ArtsWatch News & Notes: A door closes, a door opens

Oregon ArtsWatch goes daily, because the arts are every day!

Today, The Oregonian did not arrive at my doorstep.

And today, Oregon ArtsWatch is broadening its mission to emphasize regular, daily stories and news updates concerning the arts and culture in the state. The two events are directly related, as you might imagine.

We started thinking about starting Oregon ArtsWatch four years ago when we realized that in-depth stories and commentary about arts and culture in Portland and the state were on the verge of disappearing. The Oregonian had already begun trimming its arts staff and the paper’s arts report was shrinking. No one else had the resources or the determination to fill the role the newspaper was leaving behind.

Not that we wanted to reproduce what The Oregonian had been doing! We thought that the newspaper’s coverage in the arts (and all the other sections) needed to improve to have a chance at surviving in the “new media” landscape. That meant better use of technology, sure, but it also meant better writing and thinking, exploration of public events, audio and video forms, and greater overall intensity. We believed that something crucial was often at stake in our concerts, art exhibitions, plays, books and films, and the ways they reverberate in our communities, and we needed to be better at locating and communicating what it was.

We are now two-plus years into publishing Oregon ArtsWatch, and during that time, especially lately, we’ve watched in consternation as the newspaper has almost completely abandoned the arts as a field of inquiry. We had counted on the paper to provide basic coverage of arts news and events. We figured we’d contribute the longer stories, essays, reviews and news investigations that The Oregonian pursued less and less frequently. But this summer the paper announced a series of staff cuts that practically wiped out the remaining arts critics, and its arts report is drastically diminished, especially local, on-the-ground coverage (as opposed to TV and Hollywood).

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And today The Oregonian didn’t arrive at my doorstep—or anyone else’s.

So we are going to change what we do a bit. We are going to provide a regular daily stream of arts news reports and our regular course of reviews, commentaries, essays, stories and news reports. We already do some of this: Brett Campbell’s Weekend MusicWatch is the nearest equivalent, and we have some ideas for other columns along the same lines. If you follow us on Twitter or subscribe to our FaceBook page, you get a dose of this information, too. But we want to make sure that everyone has access to the basic information in the arts that The Oregonian once provided.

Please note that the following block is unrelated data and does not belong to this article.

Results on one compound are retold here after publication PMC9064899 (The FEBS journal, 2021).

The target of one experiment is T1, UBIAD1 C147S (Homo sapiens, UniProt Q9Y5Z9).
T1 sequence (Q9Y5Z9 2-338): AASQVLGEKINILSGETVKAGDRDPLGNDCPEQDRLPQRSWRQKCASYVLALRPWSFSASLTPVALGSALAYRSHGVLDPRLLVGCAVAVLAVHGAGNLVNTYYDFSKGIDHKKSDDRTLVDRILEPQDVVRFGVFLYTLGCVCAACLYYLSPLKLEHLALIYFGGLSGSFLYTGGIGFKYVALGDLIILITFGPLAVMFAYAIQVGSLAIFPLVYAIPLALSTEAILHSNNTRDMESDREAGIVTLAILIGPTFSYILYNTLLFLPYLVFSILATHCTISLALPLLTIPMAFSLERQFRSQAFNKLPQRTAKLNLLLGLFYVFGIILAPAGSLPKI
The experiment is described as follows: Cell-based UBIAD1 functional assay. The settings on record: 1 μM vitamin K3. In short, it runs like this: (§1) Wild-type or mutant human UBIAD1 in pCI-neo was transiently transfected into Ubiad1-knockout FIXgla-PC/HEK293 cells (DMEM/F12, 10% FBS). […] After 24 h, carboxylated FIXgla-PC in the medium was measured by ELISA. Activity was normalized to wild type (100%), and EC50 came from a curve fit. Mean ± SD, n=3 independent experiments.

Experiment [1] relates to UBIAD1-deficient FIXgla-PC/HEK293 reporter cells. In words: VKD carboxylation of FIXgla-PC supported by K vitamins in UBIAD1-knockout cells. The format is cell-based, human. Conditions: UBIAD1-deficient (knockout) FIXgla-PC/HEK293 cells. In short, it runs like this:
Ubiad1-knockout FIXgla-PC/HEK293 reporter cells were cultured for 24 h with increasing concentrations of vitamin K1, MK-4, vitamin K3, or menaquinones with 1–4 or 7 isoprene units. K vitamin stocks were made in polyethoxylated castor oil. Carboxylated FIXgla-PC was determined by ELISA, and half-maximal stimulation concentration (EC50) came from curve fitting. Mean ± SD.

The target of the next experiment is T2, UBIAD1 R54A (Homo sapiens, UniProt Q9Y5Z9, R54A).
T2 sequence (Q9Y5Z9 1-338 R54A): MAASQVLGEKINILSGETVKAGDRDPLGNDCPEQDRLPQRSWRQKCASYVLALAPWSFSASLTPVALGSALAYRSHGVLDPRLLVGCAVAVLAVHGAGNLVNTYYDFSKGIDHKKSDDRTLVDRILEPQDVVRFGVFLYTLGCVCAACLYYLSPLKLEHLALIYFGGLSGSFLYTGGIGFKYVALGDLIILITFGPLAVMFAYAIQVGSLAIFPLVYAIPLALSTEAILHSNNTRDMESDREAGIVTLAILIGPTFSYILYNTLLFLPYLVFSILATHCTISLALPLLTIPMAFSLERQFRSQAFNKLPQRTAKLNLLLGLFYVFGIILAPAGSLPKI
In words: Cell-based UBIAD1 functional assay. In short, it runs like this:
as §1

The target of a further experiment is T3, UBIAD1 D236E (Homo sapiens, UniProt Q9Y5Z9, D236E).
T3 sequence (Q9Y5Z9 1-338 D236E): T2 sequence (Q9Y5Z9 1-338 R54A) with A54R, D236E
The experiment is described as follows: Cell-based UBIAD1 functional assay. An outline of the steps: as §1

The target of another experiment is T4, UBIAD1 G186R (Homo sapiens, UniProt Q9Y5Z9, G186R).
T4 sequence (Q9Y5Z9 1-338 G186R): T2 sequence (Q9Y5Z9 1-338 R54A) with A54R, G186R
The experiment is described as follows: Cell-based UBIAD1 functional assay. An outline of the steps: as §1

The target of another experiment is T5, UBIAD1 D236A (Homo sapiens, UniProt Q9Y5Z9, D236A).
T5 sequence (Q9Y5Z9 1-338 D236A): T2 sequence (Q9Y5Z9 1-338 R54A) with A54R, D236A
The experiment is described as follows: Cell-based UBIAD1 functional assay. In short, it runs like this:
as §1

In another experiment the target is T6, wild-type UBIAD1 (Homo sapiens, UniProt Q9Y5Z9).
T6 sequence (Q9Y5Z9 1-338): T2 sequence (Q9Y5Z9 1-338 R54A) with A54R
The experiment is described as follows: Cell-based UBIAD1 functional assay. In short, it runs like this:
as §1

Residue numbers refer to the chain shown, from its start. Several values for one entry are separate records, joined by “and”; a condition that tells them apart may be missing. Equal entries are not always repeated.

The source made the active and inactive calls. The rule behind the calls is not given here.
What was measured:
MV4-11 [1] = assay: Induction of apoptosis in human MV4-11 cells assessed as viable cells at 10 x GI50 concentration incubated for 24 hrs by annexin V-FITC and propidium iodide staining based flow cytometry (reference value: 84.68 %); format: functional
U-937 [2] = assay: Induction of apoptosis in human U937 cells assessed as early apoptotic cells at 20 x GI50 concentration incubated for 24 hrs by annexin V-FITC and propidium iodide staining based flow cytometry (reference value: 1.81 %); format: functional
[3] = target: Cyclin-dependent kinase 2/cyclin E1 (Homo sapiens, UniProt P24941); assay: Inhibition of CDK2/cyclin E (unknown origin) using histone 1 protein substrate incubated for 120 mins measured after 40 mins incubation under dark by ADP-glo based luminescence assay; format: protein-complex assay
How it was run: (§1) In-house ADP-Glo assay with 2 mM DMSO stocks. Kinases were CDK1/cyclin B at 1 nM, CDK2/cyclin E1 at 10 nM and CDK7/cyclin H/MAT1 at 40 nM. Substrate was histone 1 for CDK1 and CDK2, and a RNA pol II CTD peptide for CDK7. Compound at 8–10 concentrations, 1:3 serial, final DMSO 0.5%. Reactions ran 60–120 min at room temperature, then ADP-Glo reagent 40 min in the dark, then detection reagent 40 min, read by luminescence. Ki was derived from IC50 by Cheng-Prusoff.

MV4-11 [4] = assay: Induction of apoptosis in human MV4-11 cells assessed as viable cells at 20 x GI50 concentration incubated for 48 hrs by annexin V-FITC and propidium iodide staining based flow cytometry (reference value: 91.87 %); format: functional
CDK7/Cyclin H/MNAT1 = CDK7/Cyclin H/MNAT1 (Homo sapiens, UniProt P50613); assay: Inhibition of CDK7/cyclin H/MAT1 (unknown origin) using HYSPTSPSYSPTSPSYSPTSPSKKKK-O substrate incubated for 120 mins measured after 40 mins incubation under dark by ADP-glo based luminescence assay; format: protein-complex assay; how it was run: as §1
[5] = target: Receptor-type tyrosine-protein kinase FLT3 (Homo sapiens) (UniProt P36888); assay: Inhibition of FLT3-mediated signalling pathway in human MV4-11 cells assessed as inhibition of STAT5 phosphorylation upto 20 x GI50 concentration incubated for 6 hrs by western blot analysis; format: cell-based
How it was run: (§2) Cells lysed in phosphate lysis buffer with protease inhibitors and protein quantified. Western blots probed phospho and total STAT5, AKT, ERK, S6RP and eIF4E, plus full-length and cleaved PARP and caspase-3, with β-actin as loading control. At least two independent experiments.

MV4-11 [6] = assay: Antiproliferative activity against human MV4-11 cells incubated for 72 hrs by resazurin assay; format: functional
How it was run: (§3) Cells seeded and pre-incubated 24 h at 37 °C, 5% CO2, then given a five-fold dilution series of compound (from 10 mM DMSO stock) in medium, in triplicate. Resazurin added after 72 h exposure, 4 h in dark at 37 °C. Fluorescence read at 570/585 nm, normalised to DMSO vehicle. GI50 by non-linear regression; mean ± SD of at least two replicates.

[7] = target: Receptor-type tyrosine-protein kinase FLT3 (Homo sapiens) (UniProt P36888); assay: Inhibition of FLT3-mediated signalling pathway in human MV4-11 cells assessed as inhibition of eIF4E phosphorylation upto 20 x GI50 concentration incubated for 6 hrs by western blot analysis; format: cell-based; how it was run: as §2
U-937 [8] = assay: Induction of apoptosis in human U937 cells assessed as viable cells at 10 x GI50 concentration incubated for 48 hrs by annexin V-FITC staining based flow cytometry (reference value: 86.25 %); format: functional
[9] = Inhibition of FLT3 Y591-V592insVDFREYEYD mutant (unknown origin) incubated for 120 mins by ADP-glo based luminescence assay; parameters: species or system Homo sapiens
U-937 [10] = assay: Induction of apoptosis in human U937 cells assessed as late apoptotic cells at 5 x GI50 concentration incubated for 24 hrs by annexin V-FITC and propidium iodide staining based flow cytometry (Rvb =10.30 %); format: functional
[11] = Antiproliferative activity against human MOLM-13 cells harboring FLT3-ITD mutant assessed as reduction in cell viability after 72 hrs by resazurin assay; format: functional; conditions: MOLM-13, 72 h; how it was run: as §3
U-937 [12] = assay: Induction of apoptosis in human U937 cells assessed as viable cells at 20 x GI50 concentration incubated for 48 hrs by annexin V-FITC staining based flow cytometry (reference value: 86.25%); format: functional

This is going to stretch us, both on the aspiration side (which is a good thing) and the resources side (which isn’t). This summer and early fall we’ve received lots of new support from our members and sponsors, which makes it possible to even consider expanding what we do. And we’d love to have lots more new members and sponsors on board to help us out. ArtsWatch believes that paying journalists and critics for their work is the only way to ensure that we continue to receive it. So, yes, please, if you can and feel so moved, contribute to ArtsWatch. Just as important, tell your friends about us and encourage them to visit. The one thing we DO want to re-create is the reach and impact of the old Oregonian.

So yes, even though today The Oregonian was not delivered to my front door…

…that doesn’t have to be a catastrophe for the arts community. Together we can create something that is better for us than the newspaper was. We just have to be more mindful of it. It won’t just land on our porches every day. If we want news and commentary about the arts and the way they intersect the larger culture, we’re going to have to make a concerted effort to make that happen. We aren’t alone. Today, Oregon Public Broadcasting officially announced a new arts radio program, “State of Wonder,” hosted by April Baer, which debuts at noon on November 2. We’re confident that informed, independent, important reporting and commentary about the arts are going to be here for a very long time.

Before I started typing this morning, I looked over the stories I was expecting to land on the site this week. And I thought, I’m even more excited about this batch of stories than I was during our best weeks at The Oregonian (in another lifetime, I worked there for 26 years). The stories are ambitious, the writers are creative and resourceful, and they don’t have a huge apparatus behind them, paying good salaries and making sure they happen. Something’s at stake for us with every story, just as it is for every artist and arts organization in town with every exhibition, show or concert. Personally, I like that (well, all except the good salaries part), and I’m hoping you’re going to like it, too.

Unless someone wants to contribute a sizable regular subsidy, Oregon ArtsWatch can’t replace what The Oregonian did when it was fully staffed with full-time editors, critics, reporters, and calendar clerks, all supported by designers, copy editors, and photographers. But that’s OK. With your help and guidance we can figure out what we really need and work to make it so.

NOTES

Just for starters, here’s the Tuesday, Oct. 1 edition of the ArtsWatch News & Notes.

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